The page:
Although most had chosen to perform the health concept individually and within the space of his or her own NH apartment, some reflected on the potential of group interventions at the unit: “It would have to be led by someone enthusiastic. Not all staff are suited for it” (A). A few described how they had taken on a leader role to encourage their companions to move:” I had the opportunity to guide others - a really nice experience!” (A).

Lastly, some needed more support from others:” Reminders and encouragements are what I need. I am even unsure of the extent to which I adhered to the intervention” (H). Lack of sufficient support was also experienced:” They were supposed to serve me drinks twice daily. But I had to remind them. Frustrating!” (F).

Another driving force related to the importance of being acknowledged for their adherence and ambitious efforts. One participant proudly reported that she had “[ …] independently performed the STS and taken the ONS perfectly. With an immaculately filled flowchart, staff could confirm” (B).

Others pointed out the gains perceived by working closer with the staff. Several commented on their nice collaboration during the intervention, although they knew the staff were obliged to support them in performing the daily STS and taking the ONS. In several instances, they reminded one another about doing the STS during daily life activities, to refill the fridge or document progress. Some older persons were disappointed that the staff collected their flowcharts, as they wanted to show family and friends their progress (C + F).

Staff seemed to acknowledge the older persons’ individual needs, negotiating personalized set-ups for the combined intervention. At one unit, the STS was provided for one person prior to the intake of the ONS, which became a “reward he had deserved”. Someone else drank the ONS before performing the STS to gain energy, while she had her second ONS as an “avec” with her evening coffee.

One of the driving forces in the intervention was the feeling of becoming energized.I joined the project with few expectations, but of course I had to continue. The drinks … wow, they were perfect! Good size, pleasant taste and nice texture mm” (C). “I feel SO much more energetic compared to my earlier limitations” (A). This sense of energy was a continuous driving force that the older persons used to try to remind themselves to keep going while counting the STS. One participant added a nice view:” I do them by my window to gaze out at nature. To find something to focus on” (A).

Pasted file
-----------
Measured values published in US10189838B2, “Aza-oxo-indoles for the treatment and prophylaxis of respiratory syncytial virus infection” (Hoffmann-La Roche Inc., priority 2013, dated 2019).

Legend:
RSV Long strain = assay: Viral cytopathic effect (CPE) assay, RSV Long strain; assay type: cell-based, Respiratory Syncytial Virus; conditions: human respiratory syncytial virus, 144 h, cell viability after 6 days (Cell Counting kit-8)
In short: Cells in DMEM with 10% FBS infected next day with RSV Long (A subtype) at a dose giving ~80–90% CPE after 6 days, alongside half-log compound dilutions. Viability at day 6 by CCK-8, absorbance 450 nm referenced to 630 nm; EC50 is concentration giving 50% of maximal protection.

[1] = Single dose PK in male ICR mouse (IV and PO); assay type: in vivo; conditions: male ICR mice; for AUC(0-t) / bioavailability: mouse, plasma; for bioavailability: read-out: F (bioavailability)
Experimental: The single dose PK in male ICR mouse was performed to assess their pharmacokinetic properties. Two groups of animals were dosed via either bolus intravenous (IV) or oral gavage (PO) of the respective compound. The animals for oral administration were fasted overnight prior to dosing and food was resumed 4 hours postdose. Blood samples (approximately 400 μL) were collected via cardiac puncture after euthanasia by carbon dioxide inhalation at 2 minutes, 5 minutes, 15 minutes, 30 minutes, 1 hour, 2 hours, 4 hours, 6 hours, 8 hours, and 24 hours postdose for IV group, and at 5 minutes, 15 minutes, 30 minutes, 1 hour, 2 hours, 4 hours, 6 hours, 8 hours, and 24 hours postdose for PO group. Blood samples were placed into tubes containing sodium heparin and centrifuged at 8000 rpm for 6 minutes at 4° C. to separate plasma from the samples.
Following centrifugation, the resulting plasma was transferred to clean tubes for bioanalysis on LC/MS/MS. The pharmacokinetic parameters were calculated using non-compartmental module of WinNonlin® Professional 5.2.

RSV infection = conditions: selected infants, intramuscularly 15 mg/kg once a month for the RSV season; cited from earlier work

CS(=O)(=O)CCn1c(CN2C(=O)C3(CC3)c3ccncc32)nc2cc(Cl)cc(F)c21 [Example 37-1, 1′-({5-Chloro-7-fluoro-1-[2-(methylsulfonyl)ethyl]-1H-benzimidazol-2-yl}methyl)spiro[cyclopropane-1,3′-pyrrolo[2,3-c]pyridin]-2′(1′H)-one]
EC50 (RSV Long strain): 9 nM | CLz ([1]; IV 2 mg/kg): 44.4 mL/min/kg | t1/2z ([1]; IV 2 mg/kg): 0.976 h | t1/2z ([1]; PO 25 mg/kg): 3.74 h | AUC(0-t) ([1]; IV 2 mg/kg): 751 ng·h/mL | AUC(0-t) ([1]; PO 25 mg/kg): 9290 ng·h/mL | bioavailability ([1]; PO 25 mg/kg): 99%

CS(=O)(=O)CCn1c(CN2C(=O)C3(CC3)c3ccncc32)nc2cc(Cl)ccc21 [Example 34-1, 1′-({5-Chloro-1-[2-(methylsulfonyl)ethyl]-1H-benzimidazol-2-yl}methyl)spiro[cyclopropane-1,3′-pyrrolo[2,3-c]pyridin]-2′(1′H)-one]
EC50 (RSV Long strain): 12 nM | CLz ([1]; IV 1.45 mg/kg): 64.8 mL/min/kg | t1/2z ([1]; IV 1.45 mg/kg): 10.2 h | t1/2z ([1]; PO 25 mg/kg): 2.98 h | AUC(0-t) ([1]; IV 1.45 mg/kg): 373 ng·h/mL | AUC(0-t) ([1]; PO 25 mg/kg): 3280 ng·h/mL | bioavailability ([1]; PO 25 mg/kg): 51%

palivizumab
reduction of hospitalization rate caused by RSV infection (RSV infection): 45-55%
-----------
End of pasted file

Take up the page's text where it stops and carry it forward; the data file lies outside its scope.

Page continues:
Appreciated daily activity

The analyses showed that the combined intervention was a welcome change to the daily routines. Initially, it seemed somewhat challenging to integrate into the day:” […] it depended on the abilities of the staff to distribute the ONS regularly, it was messy at first” (I). However, after the intervention, some even chose to implement the health regimen as an addition to their daily routines e.g. during morning wake-up: “[ …] just to do a few STS to get myself going” (F). Similarly, two persons described taking their ONS before getting out of bed (J + K). One argued: “[ …] to fill up my energy quota” (K). Also, the ONS was more appreciated when served chilled, which meant that several made the effort to walk to their fridge to fetch the flavor they wanted:” I have changed my routines and now get up and walk, also to the TV to change the channels” (C).

Findings also showed that the older persons acknowledged the benefits of gaining strength. A sentence that was often heard was: “I feel benefits from being strong in my new everyday life” (L). Some described how their increased strength allowed new routines:” I now make my bed daily and … well, I have set the rule for myself to go outdoors daily” (G).

Several of the older persons wanted to continue their new, more active life. Descriptions of attempts to maintain the STS/ONS concept after the study had finished concerned individualizing care for good balance:” I want to find balance in my daily routines; being active without getting sore muscles, which I dislike” (L). Some also expressed concern about not getting the ONS any more. Someone asked the researcher:” Is there a possibility to get them at times in life when energy might run low?” (C).

A concept easy to perform and integrate into daily life

The findings also illustrated that the intervention was hardly noticeable, easily integrated into daily activities. Several older persons indicated that they liked the simplicity of the routine: “It was so easy to integrate. I noticed that I still have some learning potential in me” (C). Several described how they had integrated the STS exercise into other daily activities: “I stand up and pull my trousers up without any support now” (M). “I don’t see the harm in it, the sacrifice of doing the STS is a small one” (C). Similarly, the intake of the ONS was described as being easy to add to the activities of the day: “… really uncomplicated and easy to deal with” (F), “… the staff delivered the ONS to us” (M). One person described their drill:” I just grab hold of it and let it pour down my throat in one serving. No big deal!” (A). Others reflected on the whole concept: “I didn’t regard any of it as a strain. In fact, it was almost too easy. I once said: This is easy to the point of being silly” (N).